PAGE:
Webster nomination draws praise. FBI director appears to be untouched by the Iran-contra affair, but his appointment to head CIA will get close Senate scrutiny
The nomination of Federal Bureau of Investigation Director William Webster to head the Central Intelligence Agency helps solve a problem for the Reagan administration by showing that the President is intent on moving beyond the Iran-contra affair. In accepting President Reagan's offer Tuesday evening, Mr. Webster seems to have removed the taint of the Iran-contra affair from the task of finding a replacement for former CIA director William Casey.
In the Senate the reaction was positive and supportive of the Webster nomination, with both Democrats and Republicans praising the President's choice.
In a joint statement, Senate Intelligence Committee Chairman David L. Boren (D) of Oklahoma and Vice-Chairman William S. Cohen (R) of Maine said Webster was ``widely respected both for his high standard of personal integrity as well as his professional ability.''
Nonetheless, they stressed that the nomination would be subjected to a ``careful and thorough public hearing.''
Senator Dave Durenberger (R) of Minnesota, who served as chairman of the Senate Intelligence Committee during the time Mr. Casey was director of central intelligence, says Webster is an ``outstanding'' selection by the President.
``The main thing we need now is quiet competence and trust, and we have got all of that in Bill Webster,'' Senator Durenberger says.
He notes that one of the prime assets Webster would take to the CIA was his reputation as a man of integrity. Durenberger says Webster's honesty will help improve the intelligence oversight process in Congress and strengthen the strained relationship between Congress and the CIA.
``The Senate and House are going to believe [Webster] because he is trustworthy and forthcoming. He has experience with the oversight process that is almost as old as the oversight process,'' Durenberger says.
Webster is expected to be questioned closely in his Senate confirmation hearings about his decision, at the urging of Attorney General Edwin Meese III, temporarily to halt an FBI investigation last October of a Florida air transport firm suspected of illegally supplying arms and ammunition to the Nicaraguan contra rebels.
He also may be questioned about his contacts with Mr. Meese in late November, when a group of high-ranking Justice Department officials was discovering the initial hints of what has since become the Iran-contra affair.
But such inquiries are not expected to give rise to serious concerns about Webster's actions in the Iran-contra affair. There has been no indication that he was directly involved in secret White House efforts to ship arms to Iran and funnel the profits to the contras. And there is no indication that he participated in an attempt to cover up details of the White House's covert operations.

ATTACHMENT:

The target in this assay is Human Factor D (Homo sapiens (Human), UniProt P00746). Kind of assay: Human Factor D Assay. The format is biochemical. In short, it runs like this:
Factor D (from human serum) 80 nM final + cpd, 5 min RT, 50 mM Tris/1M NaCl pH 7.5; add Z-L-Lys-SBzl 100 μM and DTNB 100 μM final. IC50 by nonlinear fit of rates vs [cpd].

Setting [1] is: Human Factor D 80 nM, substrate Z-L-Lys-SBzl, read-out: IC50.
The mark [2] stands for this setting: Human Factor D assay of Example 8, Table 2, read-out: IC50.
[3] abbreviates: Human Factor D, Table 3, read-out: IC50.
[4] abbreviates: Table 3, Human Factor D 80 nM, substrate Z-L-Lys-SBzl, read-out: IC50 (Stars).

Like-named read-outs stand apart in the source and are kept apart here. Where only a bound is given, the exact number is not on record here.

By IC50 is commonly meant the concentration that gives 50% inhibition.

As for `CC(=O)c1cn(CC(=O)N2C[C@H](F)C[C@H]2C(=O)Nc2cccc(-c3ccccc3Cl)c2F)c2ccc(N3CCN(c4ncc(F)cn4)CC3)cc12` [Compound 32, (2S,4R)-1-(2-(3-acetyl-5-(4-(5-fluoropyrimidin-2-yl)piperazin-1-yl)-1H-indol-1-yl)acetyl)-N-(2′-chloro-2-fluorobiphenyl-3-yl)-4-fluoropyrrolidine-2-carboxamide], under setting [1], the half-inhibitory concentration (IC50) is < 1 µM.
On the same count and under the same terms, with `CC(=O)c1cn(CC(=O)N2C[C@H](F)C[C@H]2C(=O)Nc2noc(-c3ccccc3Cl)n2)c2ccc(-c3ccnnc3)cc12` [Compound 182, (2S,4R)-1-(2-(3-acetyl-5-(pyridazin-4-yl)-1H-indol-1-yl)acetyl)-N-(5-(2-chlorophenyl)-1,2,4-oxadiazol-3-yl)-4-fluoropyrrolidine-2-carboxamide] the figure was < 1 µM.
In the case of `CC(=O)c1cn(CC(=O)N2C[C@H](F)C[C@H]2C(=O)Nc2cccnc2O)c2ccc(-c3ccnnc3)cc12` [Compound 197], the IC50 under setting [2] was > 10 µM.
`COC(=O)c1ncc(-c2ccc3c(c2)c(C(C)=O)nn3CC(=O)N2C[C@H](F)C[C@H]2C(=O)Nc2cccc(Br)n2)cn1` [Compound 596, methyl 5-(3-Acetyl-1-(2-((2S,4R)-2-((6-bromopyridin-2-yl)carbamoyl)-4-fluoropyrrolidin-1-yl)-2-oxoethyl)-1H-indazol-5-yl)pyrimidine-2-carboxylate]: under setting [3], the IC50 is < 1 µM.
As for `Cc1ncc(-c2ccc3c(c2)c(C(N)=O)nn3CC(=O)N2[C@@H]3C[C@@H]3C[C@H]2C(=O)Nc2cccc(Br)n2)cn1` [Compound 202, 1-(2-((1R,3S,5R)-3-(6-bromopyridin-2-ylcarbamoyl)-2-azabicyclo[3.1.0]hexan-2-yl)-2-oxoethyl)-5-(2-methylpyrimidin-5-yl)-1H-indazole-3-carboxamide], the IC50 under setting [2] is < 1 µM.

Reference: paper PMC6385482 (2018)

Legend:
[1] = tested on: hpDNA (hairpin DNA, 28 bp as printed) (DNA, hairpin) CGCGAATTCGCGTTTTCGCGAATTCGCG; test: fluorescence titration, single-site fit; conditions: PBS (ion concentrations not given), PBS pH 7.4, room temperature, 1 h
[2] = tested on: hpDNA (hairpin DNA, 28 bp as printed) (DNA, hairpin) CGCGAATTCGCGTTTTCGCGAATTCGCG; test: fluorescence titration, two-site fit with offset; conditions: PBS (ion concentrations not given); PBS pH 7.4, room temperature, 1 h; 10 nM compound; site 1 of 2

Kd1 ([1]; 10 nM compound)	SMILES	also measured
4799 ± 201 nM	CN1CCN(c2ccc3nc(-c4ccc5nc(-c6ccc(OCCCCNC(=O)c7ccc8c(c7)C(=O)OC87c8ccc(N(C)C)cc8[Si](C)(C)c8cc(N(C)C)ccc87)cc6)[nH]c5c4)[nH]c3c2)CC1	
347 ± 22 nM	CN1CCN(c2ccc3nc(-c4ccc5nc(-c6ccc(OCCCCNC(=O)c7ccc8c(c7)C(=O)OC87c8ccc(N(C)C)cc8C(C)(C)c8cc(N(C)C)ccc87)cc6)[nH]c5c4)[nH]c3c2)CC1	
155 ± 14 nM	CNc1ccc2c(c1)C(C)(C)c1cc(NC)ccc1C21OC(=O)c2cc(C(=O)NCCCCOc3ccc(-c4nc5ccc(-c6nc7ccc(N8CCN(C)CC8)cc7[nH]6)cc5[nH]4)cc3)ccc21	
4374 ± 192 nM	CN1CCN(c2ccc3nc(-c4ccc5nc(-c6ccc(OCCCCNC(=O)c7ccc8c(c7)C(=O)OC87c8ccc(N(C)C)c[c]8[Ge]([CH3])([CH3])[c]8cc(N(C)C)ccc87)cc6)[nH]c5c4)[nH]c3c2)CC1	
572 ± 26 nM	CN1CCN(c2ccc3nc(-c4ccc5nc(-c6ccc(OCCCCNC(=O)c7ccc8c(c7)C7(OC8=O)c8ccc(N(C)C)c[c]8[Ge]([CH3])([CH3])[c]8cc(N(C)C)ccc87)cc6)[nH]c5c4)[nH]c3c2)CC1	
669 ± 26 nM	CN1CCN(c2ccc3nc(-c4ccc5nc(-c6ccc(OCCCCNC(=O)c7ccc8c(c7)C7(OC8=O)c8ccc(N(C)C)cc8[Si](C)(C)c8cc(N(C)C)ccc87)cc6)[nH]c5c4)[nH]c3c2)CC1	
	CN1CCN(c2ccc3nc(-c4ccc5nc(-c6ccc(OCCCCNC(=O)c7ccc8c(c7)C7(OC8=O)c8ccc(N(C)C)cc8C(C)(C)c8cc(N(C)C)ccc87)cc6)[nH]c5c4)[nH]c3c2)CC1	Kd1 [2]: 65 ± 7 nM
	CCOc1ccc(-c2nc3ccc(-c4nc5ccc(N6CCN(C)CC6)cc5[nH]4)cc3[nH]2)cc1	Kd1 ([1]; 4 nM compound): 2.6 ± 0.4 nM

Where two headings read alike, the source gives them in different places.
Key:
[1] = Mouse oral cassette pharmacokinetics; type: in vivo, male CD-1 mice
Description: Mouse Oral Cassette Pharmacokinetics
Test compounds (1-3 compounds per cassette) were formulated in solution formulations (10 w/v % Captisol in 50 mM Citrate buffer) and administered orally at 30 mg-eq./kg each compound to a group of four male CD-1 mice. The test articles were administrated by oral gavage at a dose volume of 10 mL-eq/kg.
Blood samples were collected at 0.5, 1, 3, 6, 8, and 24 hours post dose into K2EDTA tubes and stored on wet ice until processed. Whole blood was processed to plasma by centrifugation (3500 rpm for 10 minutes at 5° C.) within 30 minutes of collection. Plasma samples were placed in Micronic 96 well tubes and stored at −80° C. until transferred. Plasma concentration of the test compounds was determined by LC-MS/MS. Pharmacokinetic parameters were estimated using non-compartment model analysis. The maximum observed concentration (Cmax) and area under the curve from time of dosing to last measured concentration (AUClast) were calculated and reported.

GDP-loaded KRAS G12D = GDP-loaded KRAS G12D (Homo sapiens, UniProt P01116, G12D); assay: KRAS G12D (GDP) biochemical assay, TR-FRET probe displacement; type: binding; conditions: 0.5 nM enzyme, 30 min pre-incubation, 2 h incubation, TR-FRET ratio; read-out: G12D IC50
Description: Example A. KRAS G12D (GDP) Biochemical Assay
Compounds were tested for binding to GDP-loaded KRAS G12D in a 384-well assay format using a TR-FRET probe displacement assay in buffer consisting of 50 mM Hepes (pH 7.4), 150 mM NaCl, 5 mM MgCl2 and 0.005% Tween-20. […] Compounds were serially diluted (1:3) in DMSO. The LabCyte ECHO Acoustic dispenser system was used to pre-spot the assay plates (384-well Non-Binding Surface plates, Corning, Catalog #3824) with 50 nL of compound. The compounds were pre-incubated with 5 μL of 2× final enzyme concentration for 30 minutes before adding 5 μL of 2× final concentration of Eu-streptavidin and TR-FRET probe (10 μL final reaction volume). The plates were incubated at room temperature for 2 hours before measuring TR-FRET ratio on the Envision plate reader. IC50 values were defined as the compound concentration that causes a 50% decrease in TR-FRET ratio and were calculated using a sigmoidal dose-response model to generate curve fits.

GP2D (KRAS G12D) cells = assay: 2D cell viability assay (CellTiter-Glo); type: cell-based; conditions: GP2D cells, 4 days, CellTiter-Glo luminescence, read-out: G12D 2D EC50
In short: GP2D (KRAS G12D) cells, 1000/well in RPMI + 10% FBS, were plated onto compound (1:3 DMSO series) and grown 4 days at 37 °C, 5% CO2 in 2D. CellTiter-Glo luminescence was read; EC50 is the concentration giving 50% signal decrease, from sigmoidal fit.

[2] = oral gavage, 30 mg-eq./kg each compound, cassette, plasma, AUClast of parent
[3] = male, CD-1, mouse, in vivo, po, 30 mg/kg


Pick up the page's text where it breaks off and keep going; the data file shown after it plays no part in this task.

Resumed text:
Iran-contra special prosecutor Lawrence Walsh is reported to be investigating among other things whether the attorney general and other Justice Department officials acted properly in the initial stages of the Iran-contra investigation, and whether they sought at the urging of White House officials to derail or postpone FBI and other investigations in 1986 that might have led to discovery of the Iran-contra covert operations.
Webster's reputation for honesty and integrity has remained unscathed throughout the unfolding Iran-contra situation, and he is expected to win confirmation by the Senate. During his nine-year tenure at the FBI he has boosted morale and restored credibility to an institution that was badly battered in the 1970s from revelations of illegal domestic spying, unauthorized wiretaps, and break-ins.
Webster, a former federal district court judge and later a judge on the US Court of Appeals for the 8th circuit, has led the FBI into the modern age of crime fighting with increased use of electronic surveillance and the expanded use of computers to help locate criminal suspects and analyze crime trends.
During his tenure the bureau deemphasized past priorities such as bank robbery investigations and worked instead to build significant cases against organized crime groups, drug-trafficking cartels, and spies. The FBI's counterintelligence and counterterrorism budgets have increased substantially in recent years. Spy cases have proliferated, but terrorist incidents within the US have sharply declined recently.
President Reagan's first choice to fill the top US intelligence post was Casey's deputy director, Robert Gates. Mr. Gates, a career intelligence officer and Casey prot'eg'e at the CIA, decided to withdraw from consideration after it became apparent that a long Senate fight was in store.
Several senators had raised questions about Gates's possible involvement in the Iran-contra affair and his alleged acquiesence in shading intelligence reports to support administration policy. Senators expressed concern that if Gates were quickly confirmed, a cloud of suspicion would hover over the CIA during the Iran-contra investigations.
Though Webster has no significant foreign experience, he has had regular contact with the CIA through FBI counterterrorist and espionage investigations.
Under a strict division laid down by Congress, the FBI is responsible for criminal probes, intelligence gathering, and counterintelligence within the United States, while the CIA is responsible for intelligence gathering and covert operations overseas. The FBI may conduct criminal investigations overseas, as in cases of airline hijackings. The CIA is forbidden from engaging in intelligence operations in the US, with the exception that it may conduct domestic surveillance if there is a foreign intelligence connection.